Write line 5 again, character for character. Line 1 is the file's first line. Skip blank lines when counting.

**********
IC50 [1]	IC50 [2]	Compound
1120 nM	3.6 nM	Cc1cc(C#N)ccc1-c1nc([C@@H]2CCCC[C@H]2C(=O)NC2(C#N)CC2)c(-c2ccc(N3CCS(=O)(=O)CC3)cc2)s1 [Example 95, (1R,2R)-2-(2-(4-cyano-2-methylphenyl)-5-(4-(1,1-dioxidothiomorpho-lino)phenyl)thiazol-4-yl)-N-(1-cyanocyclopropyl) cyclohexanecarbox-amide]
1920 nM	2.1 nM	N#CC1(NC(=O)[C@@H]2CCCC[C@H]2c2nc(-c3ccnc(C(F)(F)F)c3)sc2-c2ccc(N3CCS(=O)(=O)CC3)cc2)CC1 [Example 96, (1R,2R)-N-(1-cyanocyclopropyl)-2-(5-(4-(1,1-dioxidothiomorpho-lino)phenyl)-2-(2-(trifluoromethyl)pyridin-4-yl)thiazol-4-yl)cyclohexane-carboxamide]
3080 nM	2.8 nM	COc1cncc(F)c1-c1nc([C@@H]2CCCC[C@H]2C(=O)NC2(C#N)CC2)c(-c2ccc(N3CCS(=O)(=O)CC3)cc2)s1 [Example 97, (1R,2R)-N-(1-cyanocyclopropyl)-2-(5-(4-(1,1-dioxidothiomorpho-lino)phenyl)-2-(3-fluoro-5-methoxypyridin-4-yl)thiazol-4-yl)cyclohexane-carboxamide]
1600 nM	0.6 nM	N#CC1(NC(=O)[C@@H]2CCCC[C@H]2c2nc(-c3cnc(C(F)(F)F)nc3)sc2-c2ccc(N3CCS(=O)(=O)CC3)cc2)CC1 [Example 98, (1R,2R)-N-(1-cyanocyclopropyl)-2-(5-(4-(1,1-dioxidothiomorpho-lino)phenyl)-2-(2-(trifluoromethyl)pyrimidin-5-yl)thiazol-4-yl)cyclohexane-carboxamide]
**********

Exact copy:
1600 nM	0.6 nM	N#CC1(NC(=O)[C@@H]2CCCC[C@H]2c2nc(-c3cnc(C(F)(F)F)nc3)sc2-c2ccc(N3CCS(=O)(=O)CC3)cc2)CC1 [Example 98, (1R,2R)-N-(1-cyanocyclopropyl)-2-(5-(4-(1,1-dioxidothiomorpho-lino)phenyl)-2-(2-(trifluoromethyl)pyrimidin-5-yl)thiazol-4-yl)cyclohexane-carboxamide]